Mandec Back in October, Apple approved an app called The Manhattan Declaration in which users were asked survey questions about same-sex marriage, abortion and gay relationships. The app was, of course, put out by those who issued the manifesto in 2009, so if your answers did not mesh with their own hateful points of view, you scored very low in the survey.  In their eyes, or in this case the "eyes" of the app, the only correct answers are the ones found in The Manhattan Declaration.

Change.org set up a petition to ask Apple to remove the app. Looks like it worked. Try searching for the app on iTunes today and you'll, thankfully, come up empty.

The Huffington Post reports that "the creators of the Manhattan Declaration responded to the 'radical liberals' with its own blog post, saying, 'These radicals often pollute the debate with ranting. They rant about 'equal rights,' without explaining how homosexuality deserves it, 'women's rights,' without explaining how women have a right to kill their child, and even 'hateful Christians,' without showing instances where we hate.'"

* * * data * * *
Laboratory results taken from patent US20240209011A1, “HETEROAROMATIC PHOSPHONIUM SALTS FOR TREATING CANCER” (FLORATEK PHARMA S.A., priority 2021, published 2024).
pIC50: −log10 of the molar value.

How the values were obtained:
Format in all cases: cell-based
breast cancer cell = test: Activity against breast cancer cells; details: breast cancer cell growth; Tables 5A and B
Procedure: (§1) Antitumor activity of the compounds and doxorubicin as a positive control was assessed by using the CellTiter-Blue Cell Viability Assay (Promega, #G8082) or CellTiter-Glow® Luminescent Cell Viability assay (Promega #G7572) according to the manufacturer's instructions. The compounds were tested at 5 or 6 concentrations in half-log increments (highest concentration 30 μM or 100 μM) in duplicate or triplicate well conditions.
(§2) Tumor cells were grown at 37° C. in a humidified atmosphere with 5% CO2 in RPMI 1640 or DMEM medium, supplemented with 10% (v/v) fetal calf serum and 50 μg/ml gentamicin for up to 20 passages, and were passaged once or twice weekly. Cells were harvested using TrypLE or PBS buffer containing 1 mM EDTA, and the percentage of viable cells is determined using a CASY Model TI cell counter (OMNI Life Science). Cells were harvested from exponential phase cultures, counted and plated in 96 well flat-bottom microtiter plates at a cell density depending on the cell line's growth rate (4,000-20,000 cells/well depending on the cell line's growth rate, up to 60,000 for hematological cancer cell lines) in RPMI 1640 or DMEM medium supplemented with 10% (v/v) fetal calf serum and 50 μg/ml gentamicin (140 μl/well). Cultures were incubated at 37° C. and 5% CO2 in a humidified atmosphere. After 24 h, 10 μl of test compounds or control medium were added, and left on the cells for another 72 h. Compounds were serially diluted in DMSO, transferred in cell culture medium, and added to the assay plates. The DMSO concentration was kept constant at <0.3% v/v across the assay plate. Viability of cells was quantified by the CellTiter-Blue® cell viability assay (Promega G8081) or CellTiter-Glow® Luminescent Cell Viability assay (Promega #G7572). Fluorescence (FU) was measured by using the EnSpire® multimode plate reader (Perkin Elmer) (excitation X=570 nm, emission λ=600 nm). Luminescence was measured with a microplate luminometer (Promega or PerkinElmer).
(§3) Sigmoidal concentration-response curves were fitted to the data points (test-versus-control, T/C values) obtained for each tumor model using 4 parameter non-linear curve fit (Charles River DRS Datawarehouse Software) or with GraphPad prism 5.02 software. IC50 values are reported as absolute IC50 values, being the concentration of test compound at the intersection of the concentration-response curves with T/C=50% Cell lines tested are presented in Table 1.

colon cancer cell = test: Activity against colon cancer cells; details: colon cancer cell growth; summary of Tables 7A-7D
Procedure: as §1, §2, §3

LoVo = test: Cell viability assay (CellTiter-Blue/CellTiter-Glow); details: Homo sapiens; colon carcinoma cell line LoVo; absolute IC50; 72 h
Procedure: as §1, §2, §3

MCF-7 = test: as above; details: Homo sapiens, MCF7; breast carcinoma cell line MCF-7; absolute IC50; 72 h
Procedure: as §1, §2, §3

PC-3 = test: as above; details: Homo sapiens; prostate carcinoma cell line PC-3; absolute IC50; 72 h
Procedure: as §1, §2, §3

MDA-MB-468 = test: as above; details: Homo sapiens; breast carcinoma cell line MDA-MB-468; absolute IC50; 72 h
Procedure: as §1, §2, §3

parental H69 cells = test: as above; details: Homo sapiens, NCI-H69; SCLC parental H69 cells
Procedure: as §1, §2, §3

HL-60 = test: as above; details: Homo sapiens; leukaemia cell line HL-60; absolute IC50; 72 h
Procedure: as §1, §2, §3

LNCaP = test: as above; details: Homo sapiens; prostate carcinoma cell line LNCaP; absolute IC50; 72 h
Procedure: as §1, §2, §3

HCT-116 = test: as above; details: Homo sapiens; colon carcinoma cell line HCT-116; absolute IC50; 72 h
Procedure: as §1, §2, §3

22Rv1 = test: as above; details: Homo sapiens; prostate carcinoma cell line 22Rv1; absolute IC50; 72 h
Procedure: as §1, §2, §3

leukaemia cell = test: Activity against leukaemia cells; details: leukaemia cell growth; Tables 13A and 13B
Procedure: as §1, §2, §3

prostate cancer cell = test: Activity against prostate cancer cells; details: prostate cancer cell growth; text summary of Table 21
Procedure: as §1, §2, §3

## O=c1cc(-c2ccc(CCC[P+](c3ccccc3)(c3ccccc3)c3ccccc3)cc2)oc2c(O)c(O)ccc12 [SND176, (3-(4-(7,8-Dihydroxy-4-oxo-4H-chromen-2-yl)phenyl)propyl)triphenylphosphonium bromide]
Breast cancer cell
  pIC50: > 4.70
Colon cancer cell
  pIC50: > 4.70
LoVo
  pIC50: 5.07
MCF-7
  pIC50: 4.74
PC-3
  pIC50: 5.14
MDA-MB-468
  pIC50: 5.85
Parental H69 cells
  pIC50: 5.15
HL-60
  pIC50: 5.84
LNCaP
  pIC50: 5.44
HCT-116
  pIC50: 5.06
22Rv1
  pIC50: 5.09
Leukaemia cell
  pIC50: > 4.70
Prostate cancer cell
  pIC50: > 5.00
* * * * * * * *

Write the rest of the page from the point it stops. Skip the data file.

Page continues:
Towleroad News #gay

—  admin

Housing and anti-LGBT discrimination

Chalisa D. Warren, senior public information representative with the city of Dallas Fair Housing Office, will give an overview of the city’s Human Relations Ordinance, known as Chapter 46, that prohibits discrimination in employment, housing or public accommodations on the basis of sexual orientation, on Saturday, March 27, at 2 p.m. at the Oak Lawn Branch of the Dallas Public Library.

The program, which is free and open to the public, is co-sponsored by the Dallas Public Library’s GLBT Adult Programming Committee.

For more information, call 214-671-9580.

(Thanks to Phyllis Guest for the heads-up on this one.)постоянно поисковая оптимизация сайта

—  admin